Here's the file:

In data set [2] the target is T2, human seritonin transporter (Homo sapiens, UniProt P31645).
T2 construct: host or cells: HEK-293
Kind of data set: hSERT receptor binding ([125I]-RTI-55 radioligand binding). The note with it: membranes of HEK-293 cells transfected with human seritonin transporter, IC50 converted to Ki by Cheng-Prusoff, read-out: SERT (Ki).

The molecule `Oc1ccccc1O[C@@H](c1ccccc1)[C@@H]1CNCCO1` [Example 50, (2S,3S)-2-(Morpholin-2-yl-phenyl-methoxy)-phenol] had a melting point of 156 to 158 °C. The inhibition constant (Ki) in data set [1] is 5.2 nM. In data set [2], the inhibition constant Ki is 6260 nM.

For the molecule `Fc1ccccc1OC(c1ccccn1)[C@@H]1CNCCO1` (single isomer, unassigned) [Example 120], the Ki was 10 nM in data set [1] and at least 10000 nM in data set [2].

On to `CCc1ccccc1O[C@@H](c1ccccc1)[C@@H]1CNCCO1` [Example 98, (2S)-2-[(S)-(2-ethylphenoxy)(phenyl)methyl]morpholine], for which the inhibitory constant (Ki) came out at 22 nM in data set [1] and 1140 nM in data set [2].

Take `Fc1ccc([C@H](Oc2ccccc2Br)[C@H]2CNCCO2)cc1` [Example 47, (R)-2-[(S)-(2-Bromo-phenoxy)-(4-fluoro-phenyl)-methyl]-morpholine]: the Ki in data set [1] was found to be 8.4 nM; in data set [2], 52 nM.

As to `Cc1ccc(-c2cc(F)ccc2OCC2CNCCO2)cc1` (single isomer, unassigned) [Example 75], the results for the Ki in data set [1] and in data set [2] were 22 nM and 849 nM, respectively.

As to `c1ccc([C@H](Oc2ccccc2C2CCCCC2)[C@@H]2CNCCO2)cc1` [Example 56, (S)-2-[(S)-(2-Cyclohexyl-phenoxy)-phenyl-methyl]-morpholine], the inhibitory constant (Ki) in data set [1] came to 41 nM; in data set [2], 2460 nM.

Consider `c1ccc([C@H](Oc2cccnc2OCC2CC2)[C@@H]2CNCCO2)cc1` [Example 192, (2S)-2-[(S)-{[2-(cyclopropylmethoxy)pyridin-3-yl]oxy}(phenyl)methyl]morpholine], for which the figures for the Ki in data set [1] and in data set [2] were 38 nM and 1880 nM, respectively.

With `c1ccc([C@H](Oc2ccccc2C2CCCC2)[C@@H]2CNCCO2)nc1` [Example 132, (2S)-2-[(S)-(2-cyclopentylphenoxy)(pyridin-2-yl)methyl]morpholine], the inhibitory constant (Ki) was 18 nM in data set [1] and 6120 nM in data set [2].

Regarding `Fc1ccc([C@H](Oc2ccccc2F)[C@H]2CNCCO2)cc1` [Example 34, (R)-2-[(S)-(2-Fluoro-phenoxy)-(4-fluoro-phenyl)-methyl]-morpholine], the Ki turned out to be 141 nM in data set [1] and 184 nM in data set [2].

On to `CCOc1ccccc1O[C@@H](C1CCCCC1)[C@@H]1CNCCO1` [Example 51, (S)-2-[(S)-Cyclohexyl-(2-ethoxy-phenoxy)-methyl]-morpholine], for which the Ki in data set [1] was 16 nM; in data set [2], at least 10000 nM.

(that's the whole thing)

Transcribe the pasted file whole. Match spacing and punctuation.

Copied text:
In data set [2] the target is T2, human seritonin transporter (Homo sapiens, UniProt P31645).
T2 construct: host or cells: HEK-293
Kind of data set: hSERT receptor binding ([125I]-RTI-55 radioligand binding). The note with it: membranes of HEK-293 cells transfected with human seritonin transporter, IC50 converted to Ki by Cheng-Prusoff, read-out: SERT (Ki).

The molecule `Oc1ccccc1O[C@@H](c1ccccc1)[C@@H]1CNCCO1` [Example 50, (2S,3S)-2-(Morpholin-2-yl-phenyl-methoxy)-phenol] had a melting point of 156 to 158 °C. The inhibition constant (Ki) in data set [1] is 5.2 nM. In data set [2], the inhibition constant Ki is 6260 nM.

For the molecule `Fc1ccccc1OC(c1ccccn1)[C@@H]1CNCCO1` (single isomer, unassigned) [Example 120], the Ki was 10 nM in data set [1] and at least 10000 nM in data set [2].

On to `CCc1ccccc1O[C@@H](c1ccccc1)[C@@H]1CNCCO1` [Example 98, (2S)-2-[(S)-(2-ethylphenoxy)(phenyl)methyl]morpholine], for which the inhibitory constant (Ki) came out at 22 nM in data set [1] and 1140 nM in data set [2].

Take `Fc1ccc([C@H](Oc2ccccc2Br)[C@H]2CNCCO2)cc1` [Example 47, (R)-2-[(S)-(2-Bromo-phenoxy)-(4-fluoro-phenyl)-methyl]-morpholine]: the Ki in data set [1] was found to be 8.4 nM; in data set [2], 52 nM.

As to `Cc1ccc(-c2cc(F)ccc2OCC2CNCCO2)cc1` (single isomer, unassigned) [Example 75], the results for the Ki in data set [1] and in data set [2] were 22 nM and 849 nM, respectively.

As to `c1ccc([C@H](Oc2ccccc2C2CCCCC2)[C@@H]2CNCCO2)cc1` [Example 56, (S)-2-[(S)-(2-Cyclohexyl-phenoxy)-phenyl-methyl]-morpholine], the inhibitory constant (Ki) in data set [1] came to 41 nM; in data set [2], 2460 nM.

Consider `c1ccc([C@H](Oc2cccnc2OCC2CC2)[C@@H]2CNCCO2)cc1` [Example 192, (2S)-2-[(S)-{[2-(cyclopropylmethoxy)pyridin-3-yl]oxy}(phenyl)methyl]morpholine], for which the figures for the Ki in data set [1] and in data set [2] were 38 nM and 1880 nM, respectively.

With `c1ccc([C@H](Oc2ccccc2C2CCCC2)[C@@H]2CNCCO2)nc1` [Example 132, (2S)-2-[(S)-(2-cyclopentylphenoxy)(pyridin-2-yl)methyl]morpholine], the inhibitory constant (Ki) was 18 nM in data set [1] and 6120 nM in data set [2].

Regarding `Fc1ccc([C@H](Oc2ccccc2F)[C@H]2CNCCO2)cc1` [Example 34, (R)-2-[(S)-(2-Fluoro-phenoxy)-(4-fluoro-phenyl)-methyl]-morpholine], the Ki turned out to be 141 nM in data set [1] and 184 nM in data set [2].

On to `CCOc1ccccc1O[C@@H](C1CCCCC1)[C@@H]1CNCCO1` [Example 51, (S)-2-[(S)-Cyclohexyl-(2-ethoxy-phenoxy)-methyl]-morpholine], for which the Ki in data set [1] was 16 nM; in data set [2], at least 10000 nM.